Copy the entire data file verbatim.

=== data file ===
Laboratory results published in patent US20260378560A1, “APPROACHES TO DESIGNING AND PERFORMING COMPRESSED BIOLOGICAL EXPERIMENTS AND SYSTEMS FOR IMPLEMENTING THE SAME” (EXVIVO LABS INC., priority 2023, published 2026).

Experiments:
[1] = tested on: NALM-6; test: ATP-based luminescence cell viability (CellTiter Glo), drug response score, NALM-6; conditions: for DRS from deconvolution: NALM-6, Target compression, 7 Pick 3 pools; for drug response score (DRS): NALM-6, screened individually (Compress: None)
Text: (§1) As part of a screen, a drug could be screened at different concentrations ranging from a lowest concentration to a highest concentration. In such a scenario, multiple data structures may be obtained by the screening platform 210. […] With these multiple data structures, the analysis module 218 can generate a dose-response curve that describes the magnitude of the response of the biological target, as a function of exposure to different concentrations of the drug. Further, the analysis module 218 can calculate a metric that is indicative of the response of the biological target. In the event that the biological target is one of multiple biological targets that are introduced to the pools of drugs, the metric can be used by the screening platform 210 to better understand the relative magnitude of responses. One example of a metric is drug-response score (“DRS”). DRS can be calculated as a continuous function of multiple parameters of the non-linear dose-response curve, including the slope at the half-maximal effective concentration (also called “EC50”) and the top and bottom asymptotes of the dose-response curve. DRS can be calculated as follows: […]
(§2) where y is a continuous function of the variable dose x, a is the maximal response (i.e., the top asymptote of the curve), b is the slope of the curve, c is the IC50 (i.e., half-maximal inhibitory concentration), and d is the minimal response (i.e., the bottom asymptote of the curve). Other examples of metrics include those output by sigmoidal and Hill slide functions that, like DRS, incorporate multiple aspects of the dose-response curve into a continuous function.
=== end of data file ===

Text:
Laboratory results published in patent US20260378560A1, “APPROACHES TO DESIGNING AND PERFORMING COMPRESSED BIOLOGICAL EXPERIMENTS AND SYSTEMS FOR IMPLEMENTING THE SAME” (EXVIVO LABS INC., priority 2023, published 2026).

Experiments:
[1] = tested on: NALM-6; test: ATP-based luminescence cell viability (CellTiter Glo), drug response score, NALM-6; conditions: for DRS from deconvolution: NALM-6, Target compression, 7 Pick 3 pools; for drug response score (DRS): NALM-6, screened individually (Compress: None)
Text: (§1) As part of a screen, a drug could be screened at different concentrations ranging from a lowest concentration to a highest concentration. In such a scenario, multiple data structures may be obtained by the screening platform 210. […] With these multiple data structures, the analysis module 218 can generate a dose-response curve that describes the magnitude of the response of the biological target, as a function of exposure to different concentrations of the drug. Further, the analysis module 218 can calculate a metric that is indicative of the response of the biological target. In the event that the biological target is one of multiple biological targets that are introduced to the pools of drugs, the metric can be used by the screening platform 210 to better understand the relative magnitude of responses. One example of a metric is drug-response score (“DRS”). DRS can be calculated as a continuous function of multiple parameters of the non-linear dose-response curve, including the slope at the half-maximal effective concentration (also called “EC50”) and the top and bottom asymptotes of the dose-response curve. DRS can be calculated as follows: […]
(§2) where y is a continuous function of the variable dose x, a is the maximal response (i.e., the top asymptote of the curve), b is the slope of the curve, c is the IC50 (i.e., half-maximal inhibitory concentration), and d is the minimal response (i.e., the bottom asymptote of the curve). Other examples of metrics include those output by sigmoidal and Hill slide functions that, like DRS, incorporate multiple aspects of the dose-response curve into a continuous function.